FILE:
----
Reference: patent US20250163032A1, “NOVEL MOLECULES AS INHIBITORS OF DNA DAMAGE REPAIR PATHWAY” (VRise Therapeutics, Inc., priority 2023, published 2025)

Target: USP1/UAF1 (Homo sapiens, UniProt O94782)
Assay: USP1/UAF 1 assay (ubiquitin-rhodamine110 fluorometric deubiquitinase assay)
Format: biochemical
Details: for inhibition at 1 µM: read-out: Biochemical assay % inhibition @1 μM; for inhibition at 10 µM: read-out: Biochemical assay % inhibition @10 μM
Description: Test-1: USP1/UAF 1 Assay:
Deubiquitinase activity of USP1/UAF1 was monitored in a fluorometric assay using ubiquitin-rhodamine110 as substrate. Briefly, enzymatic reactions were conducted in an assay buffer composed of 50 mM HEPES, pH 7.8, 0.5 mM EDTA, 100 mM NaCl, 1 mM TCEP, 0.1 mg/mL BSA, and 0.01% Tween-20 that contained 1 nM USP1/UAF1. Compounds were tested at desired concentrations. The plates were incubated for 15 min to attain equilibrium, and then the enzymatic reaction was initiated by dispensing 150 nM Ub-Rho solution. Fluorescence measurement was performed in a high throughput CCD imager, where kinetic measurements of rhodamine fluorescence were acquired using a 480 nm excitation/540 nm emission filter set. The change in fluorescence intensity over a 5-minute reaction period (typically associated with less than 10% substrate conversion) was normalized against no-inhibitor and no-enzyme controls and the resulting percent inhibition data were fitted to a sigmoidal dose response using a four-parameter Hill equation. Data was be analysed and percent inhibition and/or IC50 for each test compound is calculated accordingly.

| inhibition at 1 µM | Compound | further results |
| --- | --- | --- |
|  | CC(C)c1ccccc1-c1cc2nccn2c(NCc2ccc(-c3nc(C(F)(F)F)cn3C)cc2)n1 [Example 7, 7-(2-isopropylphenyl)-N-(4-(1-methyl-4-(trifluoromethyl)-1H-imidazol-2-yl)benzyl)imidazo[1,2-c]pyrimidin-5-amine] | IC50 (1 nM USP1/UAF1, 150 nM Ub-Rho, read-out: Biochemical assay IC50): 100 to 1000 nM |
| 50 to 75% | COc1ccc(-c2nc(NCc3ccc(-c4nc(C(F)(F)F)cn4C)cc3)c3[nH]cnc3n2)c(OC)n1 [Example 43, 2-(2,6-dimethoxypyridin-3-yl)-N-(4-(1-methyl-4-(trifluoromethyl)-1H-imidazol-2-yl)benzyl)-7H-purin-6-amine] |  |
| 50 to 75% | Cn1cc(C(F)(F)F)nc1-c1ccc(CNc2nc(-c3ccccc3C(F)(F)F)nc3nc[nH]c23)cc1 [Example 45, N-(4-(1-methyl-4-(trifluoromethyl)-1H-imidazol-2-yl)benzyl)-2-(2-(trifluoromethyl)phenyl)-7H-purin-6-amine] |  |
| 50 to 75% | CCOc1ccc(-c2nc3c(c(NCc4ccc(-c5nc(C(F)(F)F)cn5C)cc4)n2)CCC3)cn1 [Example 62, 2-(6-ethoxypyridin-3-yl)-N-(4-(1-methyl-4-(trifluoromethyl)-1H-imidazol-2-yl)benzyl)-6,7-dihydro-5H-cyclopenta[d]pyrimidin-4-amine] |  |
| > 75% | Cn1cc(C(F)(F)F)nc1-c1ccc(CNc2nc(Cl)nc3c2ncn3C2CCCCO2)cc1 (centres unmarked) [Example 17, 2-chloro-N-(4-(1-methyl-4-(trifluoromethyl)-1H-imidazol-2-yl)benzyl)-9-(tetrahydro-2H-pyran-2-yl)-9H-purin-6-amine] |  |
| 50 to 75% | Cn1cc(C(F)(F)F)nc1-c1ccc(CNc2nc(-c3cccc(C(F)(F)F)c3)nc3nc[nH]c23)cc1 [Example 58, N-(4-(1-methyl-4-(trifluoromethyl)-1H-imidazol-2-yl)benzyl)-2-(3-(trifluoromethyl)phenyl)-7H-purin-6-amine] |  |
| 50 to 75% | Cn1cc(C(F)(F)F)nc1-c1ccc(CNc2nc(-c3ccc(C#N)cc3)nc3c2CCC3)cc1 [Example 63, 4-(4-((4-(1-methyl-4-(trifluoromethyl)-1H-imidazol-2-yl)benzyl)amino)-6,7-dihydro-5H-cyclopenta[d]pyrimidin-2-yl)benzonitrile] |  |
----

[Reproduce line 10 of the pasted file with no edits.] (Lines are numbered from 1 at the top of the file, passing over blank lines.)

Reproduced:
|  | CC(C)c1ccccc1-c1cc2nccn2c(NCc2ccc(-c3nc(C(F)(F)F)cn3C)cc2)n1 [Example 7, 7-(2-isopropylphenyl)-N-(4-(1-methyl-4-(trifluoromethyl)-1H-imidazol-2-yl)benzyl)imidazo[1,2-c]pyrimidin-5-amine] | IC50 (1 nM USP1/UAF1, 150 nM Ub-Rho, read-out: Biochemical assay IC50): 100 to 1000 nM |